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Improved pore-scale models for multi-phase flow in natural rocks with applications to geological sequestration of carbon dioxide

Albert J. Valocchi, University of Illinois at Urbana-Champaign

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Albert J. Valocchi, Amir Kohanpur

Understanding physics of two-phase flows in porous media is essential in many applications such as carbon dioxide (CO2) sequestration in deep saline reservoirs, recovery of oil from hydrocarbon reservoirs, etc. Reservoir-scale simulation models used in engineering practice require the continuum-scale constitutive relations. These relations depend upon the pore-scale rock geometry, interfacial tension, wetting properties, and physics of two-phase immiscible flow. Since laboratory measurement of these properties is very expensive and time-consuming, pore-scale numerical simulation has recently emerged as an alternative approach. X-ray micro-CT scanning technology can provide the necessary input of pore- scale models in terms of pore space of rock.

Although direct numerical simulation (DNS) can in principle be used, there are severe computational challenges for rock samples large enough to constitute a representative elementary volume (REV). Because of the computational burden of DNS, pore-network modeling (PNM) is one of the most common tools in pore-scale modeling. PNM achieves its computational advantage by simplifying the pore structure into idealized familiar shapes that mimic the pore space allowing use of predefined flow equations. Since PNM has proven effective under many circumstances in petroleum engineering, it has been applied to the new problem of geological sequestration of carbon dioxide, in which the greenhouse gas CO2 is captured from a conventional power plant and injected as a supercritical liquid into a deep saline reservoir. However, it has been found that conventional PNM fails in predicting trapped CO2 during the full drainage-imbibition cycle. This error becomes severe when the contact angle is small and the rock is more heterogeneous e.g. CO2-brine flow in Mount Simon sandstone.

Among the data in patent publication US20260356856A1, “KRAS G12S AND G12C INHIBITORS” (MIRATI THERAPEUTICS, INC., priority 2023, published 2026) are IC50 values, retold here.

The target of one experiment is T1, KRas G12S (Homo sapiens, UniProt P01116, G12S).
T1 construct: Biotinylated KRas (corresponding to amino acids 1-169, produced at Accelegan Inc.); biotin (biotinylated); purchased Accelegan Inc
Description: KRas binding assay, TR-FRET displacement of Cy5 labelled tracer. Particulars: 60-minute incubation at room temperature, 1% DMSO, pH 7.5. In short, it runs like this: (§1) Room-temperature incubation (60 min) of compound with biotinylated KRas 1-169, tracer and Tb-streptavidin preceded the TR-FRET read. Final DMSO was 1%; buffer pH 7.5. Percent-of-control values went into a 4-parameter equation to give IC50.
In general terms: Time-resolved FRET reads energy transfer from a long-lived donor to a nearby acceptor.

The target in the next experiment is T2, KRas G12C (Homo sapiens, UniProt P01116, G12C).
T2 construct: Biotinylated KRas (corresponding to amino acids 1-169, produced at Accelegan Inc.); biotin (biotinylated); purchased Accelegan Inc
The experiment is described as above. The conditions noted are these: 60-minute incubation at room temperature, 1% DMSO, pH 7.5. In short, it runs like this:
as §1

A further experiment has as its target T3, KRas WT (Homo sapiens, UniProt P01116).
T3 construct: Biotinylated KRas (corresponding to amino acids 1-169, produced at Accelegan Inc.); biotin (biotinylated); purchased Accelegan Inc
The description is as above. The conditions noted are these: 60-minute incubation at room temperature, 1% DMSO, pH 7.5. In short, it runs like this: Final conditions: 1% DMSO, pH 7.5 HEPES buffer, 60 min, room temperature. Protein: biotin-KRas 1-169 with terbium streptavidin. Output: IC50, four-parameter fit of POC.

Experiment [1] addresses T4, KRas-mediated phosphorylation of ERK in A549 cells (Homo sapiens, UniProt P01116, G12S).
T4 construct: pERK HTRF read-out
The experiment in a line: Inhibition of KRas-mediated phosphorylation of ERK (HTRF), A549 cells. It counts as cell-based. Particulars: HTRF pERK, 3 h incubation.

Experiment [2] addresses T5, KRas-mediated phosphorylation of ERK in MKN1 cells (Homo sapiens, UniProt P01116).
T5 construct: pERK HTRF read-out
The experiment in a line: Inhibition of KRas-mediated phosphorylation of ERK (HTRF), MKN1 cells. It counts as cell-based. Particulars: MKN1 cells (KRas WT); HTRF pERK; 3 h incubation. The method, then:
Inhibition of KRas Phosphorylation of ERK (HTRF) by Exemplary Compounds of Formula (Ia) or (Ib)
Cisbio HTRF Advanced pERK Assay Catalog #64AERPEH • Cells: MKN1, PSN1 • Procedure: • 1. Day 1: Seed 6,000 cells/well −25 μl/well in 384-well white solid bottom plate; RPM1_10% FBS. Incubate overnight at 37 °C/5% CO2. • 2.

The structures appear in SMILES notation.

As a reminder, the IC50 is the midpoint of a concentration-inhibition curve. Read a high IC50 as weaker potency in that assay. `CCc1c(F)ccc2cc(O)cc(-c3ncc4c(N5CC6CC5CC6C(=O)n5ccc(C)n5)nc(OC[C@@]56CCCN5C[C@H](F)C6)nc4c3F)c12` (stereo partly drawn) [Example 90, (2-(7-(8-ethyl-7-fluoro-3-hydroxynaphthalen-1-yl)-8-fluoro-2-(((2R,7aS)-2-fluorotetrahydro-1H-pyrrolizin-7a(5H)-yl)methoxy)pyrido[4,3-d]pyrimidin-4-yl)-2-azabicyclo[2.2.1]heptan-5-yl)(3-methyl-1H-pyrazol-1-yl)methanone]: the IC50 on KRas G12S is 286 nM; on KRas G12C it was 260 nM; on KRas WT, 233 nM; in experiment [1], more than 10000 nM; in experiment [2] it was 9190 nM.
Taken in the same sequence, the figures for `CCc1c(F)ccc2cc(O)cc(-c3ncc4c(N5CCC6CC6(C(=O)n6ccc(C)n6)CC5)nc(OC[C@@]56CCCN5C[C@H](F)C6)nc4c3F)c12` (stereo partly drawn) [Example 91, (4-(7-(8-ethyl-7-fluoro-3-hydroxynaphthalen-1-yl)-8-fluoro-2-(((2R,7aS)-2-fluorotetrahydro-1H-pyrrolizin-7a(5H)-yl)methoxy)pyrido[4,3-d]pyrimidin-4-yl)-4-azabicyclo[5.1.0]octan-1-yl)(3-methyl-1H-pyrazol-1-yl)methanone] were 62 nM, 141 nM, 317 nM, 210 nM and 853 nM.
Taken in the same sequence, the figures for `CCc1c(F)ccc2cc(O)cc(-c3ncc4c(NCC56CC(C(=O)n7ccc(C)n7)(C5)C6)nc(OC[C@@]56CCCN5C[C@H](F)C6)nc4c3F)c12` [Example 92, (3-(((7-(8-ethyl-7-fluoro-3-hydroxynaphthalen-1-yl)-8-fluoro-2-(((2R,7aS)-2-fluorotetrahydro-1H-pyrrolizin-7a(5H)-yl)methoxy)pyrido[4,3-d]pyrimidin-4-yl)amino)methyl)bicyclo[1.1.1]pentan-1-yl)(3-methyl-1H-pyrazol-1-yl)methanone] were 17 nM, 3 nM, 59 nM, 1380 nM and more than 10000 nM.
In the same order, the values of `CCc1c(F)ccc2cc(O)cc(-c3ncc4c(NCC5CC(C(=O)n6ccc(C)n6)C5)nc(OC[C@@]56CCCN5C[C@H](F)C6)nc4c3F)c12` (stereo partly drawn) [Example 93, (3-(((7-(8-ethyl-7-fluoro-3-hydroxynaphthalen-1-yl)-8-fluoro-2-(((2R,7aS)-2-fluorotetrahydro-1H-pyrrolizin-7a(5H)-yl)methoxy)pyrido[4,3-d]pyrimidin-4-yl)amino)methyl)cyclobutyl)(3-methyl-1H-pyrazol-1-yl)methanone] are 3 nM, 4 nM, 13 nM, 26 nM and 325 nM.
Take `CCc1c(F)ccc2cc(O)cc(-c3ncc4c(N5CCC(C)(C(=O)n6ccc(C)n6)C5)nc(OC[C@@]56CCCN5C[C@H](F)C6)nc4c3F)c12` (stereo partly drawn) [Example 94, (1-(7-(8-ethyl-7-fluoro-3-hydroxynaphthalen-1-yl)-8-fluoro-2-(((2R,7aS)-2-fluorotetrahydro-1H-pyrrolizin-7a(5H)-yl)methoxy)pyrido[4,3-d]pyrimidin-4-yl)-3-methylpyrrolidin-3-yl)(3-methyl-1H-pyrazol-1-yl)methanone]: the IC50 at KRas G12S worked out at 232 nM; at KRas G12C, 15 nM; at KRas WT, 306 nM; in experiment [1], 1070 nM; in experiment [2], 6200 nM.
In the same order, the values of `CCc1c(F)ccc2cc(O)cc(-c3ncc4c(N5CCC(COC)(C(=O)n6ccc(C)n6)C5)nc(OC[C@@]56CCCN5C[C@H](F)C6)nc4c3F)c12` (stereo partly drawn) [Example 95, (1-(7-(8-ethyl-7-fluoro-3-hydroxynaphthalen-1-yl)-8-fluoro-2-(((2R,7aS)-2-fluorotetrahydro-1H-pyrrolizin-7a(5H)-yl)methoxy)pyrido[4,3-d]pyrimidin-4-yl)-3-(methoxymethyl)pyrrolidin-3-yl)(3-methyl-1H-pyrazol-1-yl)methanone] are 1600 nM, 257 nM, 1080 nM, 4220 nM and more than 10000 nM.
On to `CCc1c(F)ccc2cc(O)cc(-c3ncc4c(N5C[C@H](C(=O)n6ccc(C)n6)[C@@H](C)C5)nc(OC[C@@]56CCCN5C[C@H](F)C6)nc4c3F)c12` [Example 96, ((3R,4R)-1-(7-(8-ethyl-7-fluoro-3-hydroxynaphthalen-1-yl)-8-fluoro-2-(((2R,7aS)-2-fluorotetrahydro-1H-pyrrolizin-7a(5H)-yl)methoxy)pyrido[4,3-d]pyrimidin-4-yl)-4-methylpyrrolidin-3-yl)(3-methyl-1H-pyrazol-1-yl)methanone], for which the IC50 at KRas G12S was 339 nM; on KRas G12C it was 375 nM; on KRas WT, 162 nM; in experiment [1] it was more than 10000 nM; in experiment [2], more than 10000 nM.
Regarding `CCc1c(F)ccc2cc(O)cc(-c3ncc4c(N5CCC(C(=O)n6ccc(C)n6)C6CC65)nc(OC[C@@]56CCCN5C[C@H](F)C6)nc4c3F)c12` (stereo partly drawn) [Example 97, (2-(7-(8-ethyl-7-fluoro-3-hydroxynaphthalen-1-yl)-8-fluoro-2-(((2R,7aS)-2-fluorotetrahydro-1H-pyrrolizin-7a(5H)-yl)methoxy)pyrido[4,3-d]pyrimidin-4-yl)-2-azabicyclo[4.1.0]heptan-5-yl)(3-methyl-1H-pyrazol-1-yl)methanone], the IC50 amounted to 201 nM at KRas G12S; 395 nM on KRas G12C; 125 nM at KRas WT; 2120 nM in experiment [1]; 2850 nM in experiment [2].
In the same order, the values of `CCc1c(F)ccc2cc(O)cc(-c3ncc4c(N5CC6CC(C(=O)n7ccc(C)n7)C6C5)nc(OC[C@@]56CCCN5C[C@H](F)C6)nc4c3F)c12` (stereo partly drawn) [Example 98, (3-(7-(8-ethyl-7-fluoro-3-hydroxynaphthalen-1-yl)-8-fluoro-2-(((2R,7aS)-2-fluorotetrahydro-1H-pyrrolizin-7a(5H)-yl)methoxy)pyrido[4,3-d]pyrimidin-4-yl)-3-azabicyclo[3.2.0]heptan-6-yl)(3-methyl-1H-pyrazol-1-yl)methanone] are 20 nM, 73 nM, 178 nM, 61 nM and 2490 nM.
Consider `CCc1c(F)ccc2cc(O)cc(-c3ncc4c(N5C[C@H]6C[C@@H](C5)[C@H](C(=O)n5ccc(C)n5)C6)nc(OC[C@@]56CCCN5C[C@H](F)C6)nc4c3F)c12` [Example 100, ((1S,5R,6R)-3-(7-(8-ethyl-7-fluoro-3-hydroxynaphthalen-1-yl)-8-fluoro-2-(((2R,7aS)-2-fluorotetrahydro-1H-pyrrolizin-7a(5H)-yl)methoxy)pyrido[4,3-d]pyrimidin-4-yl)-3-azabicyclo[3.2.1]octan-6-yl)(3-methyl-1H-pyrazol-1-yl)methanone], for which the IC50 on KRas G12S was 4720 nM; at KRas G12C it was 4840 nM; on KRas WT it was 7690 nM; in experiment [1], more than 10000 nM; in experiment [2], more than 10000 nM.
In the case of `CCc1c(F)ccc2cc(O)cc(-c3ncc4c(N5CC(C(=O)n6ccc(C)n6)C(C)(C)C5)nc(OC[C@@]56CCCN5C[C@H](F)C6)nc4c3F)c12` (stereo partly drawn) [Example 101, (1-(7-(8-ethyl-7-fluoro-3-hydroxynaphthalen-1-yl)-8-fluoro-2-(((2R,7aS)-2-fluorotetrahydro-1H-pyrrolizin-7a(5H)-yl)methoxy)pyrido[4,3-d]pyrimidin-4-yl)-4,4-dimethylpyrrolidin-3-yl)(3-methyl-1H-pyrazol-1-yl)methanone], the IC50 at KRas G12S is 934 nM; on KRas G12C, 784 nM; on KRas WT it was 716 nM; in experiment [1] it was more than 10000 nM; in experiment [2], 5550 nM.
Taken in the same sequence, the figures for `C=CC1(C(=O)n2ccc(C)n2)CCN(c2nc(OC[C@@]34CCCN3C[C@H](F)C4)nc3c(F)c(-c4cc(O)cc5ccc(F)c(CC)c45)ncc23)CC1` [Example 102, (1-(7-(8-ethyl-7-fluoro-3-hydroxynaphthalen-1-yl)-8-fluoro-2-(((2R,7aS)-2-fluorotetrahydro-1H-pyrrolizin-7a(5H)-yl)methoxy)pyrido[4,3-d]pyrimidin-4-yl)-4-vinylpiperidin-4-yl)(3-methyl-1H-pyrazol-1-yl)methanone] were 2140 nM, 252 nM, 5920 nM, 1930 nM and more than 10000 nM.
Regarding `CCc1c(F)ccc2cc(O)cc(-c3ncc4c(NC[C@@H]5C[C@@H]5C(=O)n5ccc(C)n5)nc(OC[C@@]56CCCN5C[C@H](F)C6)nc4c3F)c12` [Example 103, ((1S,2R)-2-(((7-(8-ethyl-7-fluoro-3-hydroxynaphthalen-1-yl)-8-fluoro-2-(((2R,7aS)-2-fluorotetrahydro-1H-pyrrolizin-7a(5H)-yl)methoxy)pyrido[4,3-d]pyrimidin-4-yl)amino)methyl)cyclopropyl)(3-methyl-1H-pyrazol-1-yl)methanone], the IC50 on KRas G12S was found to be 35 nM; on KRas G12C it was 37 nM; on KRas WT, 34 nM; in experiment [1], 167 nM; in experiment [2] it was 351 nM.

We hypothesize that the source of this error is related to defined imbibition events in PNM and their corresponding idealized flow, capillarity, and trapping rules. To address this issue, we propose testing and modifying PNM imbibition rules with the aid of DNS using the lattice Boltzmann method (LBM), which can predict the exact interface location for several pore-network configurations and scenarios. LBM can provide velocity, pressure distribution, and phase field at each point that are required for quantified modification of PNM rules.

However, the computational cost of DNS for tracking interfaces in a full drainage-imbibition cycle is very high and can only be performed on high-end parallel computers such as Blue Waters. This research allocation request will enable us to understand the physics behind the deficiencies of PNM in CO2-brine systems and improve its predictive capabilities, especially the predicted amount of trapped CO2 in a natural reservoir rock. As PNM is widely used in a variety of applications, our research has the potential for significant impact by allowing for physically based modifications of existing PNM codes.